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The National Recovery and Resilience Plan details the use of the €5.925 billion allocated under the Recovery and Resilience Facility. The major part (88%) of the Belgian plan is directly intended to increase the capital stock of the Belgian economy through public investment and aid to private investment. In the short term, at the peak of the plan's stimulus effect, economic activity would be 0.2% higher than in the non-plan scenario. Although the stimulus is temporary, it has long-term effects due to the increase in the public capital stock and the support for R&D activities that improve the profitability of the capital stock of firms and encourage its accumulation. By 2040, GDP is still projected to be 0.1% above non-plan growth path. This estimate does not take into account the reform component of the plan, nor the broader recovery, investment and reform plans announced by the Regions and the federal government, nor the effect of foreign plans on the Belgian economy.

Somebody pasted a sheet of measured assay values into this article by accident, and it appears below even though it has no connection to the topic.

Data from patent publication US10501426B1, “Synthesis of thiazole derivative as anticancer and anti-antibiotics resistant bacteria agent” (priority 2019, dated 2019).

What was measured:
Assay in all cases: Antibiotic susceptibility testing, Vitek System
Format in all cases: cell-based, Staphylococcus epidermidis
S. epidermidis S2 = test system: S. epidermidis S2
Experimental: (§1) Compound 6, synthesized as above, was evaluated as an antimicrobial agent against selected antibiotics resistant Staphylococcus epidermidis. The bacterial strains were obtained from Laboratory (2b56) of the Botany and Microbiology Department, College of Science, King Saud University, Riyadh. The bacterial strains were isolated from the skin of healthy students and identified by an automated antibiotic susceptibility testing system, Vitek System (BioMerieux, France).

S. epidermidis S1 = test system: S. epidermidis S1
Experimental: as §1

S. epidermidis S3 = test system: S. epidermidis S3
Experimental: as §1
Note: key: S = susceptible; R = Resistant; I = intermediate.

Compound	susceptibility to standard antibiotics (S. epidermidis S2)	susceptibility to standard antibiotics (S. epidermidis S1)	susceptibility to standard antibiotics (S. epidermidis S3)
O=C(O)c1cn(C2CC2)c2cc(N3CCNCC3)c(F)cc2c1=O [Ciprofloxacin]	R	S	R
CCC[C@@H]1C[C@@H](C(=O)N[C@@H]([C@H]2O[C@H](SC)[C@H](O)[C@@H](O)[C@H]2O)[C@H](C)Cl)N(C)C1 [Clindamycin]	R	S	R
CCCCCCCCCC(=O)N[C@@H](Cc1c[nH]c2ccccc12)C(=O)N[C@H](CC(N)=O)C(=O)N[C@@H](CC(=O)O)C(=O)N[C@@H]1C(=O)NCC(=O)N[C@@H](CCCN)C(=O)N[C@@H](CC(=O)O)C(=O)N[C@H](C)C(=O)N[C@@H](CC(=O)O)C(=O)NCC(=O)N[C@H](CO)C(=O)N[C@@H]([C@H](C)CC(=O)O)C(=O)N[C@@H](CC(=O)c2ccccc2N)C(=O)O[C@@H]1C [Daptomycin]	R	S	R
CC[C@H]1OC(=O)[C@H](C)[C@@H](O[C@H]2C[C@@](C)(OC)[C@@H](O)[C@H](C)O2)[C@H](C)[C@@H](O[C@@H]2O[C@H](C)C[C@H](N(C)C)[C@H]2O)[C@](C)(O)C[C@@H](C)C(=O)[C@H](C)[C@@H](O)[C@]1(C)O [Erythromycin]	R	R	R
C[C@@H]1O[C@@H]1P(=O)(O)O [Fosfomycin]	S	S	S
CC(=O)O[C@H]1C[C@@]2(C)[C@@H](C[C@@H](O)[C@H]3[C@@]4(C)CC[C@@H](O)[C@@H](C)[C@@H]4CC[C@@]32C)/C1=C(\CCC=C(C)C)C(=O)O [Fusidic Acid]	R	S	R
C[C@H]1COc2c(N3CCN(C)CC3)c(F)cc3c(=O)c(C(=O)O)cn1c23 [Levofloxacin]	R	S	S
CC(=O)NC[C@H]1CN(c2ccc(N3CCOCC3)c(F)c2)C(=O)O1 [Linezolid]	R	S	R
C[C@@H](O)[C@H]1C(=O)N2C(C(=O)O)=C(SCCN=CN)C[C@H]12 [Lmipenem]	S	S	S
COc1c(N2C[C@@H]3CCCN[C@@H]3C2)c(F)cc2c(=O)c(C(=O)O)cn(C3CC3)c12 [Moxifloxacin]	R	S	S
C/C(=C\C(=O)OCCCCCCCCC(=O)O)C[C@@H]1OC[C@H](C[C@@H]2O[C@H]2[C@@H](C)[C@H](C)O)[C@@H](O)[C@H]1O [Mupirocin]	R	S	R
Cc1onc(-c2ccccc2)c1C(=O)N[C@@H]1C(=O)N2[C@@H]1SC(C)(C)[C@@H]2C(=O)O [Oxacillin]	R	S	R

Belgian government investment, and specifically the part spent on infrastructure, is relatively low both in historical terms and compared to neighbouring countries. A simulation with the European Commission’s Quest III model suggests that increasing government investment permanently by 0.5% of GDP leads to a growth in GDP, private consumption and private investment. The impact of alternative financing mechanisms is compared. Finally, a budget neutral shift of investment in favour of infrastructure is found to yield significant benefits in terms of GDP and its main components already in the medium run.
In network industries the market reform that is being pursued by national and supranational authorities should lead to an improvement of efficiency, which spills over into a beneficial macroeconomic impact. This paper presents two alternative simulations of the potential impact in Belgium. These simulations give very different outcomes, but are still complementary. A macroeconometric approach seems to be more realistic in the short and mid term because it has been built up from observed behavioural relationships. A general-equilibrium approach gives rise to drawing some lessons about the conditions that make the impact more pronounced in the long term.